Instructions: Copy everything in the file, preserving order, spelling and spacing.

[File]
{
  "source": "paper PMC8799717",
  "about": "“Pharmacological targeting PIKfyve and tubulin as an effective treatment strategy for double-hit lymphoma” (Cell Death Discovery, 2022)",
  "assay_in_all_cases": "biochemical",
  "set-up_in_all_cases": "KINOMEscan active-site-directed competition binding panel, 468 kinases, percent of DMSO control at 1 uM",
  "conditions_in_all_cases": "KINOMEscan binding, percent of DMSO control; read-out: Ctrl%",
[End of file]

{
  "source": "paper PMC8799717",
  "about": "“Pharmacological targeting PIKfyve and tubulin as an effective treatment strategy for double-hit lymphoma” (Cell Death Discovery, 2022)",
  "assay_in_all_cases": "biochemical",
  "set-up_in_all_cases": "KINOMEscan active-site-directed competition binding panel, 468 kinases, percent of DMSO control at 1 uM",
  "conditions_in_all_cases": "KINOMEscan binding, percent of DMSO control; read-out: Ctrl%",